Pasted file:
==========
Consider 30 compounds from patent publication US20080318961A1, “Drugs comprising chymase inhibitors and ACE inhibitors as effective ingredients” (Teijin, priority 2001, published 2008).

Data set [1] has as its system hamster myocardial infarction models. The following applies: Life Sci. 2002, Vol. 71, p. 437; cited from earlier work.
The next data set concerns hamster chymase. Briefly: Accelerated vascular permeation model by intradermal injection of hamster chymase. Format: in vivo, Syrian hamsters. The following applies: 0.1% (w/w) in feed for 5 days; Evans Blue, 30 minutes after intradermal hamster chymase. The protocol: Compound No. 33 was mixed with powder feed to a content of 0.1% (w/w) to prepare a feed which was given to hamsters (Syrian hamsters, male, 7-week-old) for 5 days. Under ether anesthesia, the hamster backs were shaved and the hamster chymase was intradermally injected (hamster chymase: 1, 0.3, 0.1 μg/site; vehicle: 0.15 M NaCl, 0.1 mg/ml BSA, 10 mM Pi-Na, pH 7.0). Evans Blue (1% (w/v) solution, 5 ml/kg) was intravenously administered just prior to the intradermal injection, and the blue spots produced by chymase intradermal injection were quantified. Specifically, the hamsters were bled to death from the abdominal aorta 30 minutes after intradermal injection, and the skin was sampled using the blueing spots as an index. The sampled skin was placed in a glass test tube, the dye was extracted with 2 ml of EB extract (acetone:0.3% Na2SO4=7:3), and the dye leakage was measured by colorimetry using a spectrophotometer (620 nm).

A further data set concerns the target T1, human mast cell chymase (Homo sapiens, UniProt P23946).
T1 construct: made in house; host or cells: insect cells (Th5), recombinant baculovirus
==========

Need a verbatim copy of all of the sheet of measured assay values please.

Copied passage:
Consider 30 compounds from patent publication US20080318961A1, “Drugs comprising chymase inhibitors and ACE inhibitors as effective ingredients” (Teijin, priority 2001, published 2008).

Data set [1] has as its system hamster myocardial infarction models. The following applies: Life Sci. 2002, Vol. 71, p. 437; cited from earlier work.
The next data set concerns hamster chymase. Briefly: Accelerated vascular permeation model by intradermal injection of hamster chymase. Format: in vivo, Syrian hamsters. The following applies: 0.1% (w/w) in feed for 5 days; Evans Blue, 30 minutes after intradermal hamster chymase. The protocol: Compound No. 33 was mixed with powder feed to a content of 0.1% (w/w) to prepare a feed which was given to hamsters (Syrian hamsters, male, 7-week-old) for 5 days. Under ether anesthesia, the hamster backs were shaved and the hamster chymase was intradermally injected (hamster chymase: 1, 0.3, 0.1 μg/site; vehicle: 0.15 M NaCl, 0.1 mg/ml BSA, 10 mM Pi-Na, pH 7.0). Evans Blue (1% (w/v) solution, 5 ml/kg) was intravenously administered just prior to the intradermal injection, and the blue spots produced by chymase intradermal injection were quantified. Specifically, the hamsters were bled to death from the abdominal aorta 30 minutes after intradermal injection, and the skin was sampled using the blueing spots as an index. The sampled skin was placed in a glass test tube, the dye was extracted with 2 ml of EB extract (acetone:0.3% Na2SO4=7:3), and the dye leakage was measured by colorimetry using a spectrophotometer (620 nm).

A further data set concerns the target T1, human mast cell chymase (Homo sapiens, UniProt P23946).
T1 construct: made in house; host or cells: insect cells (Th5), recombinant baculovirus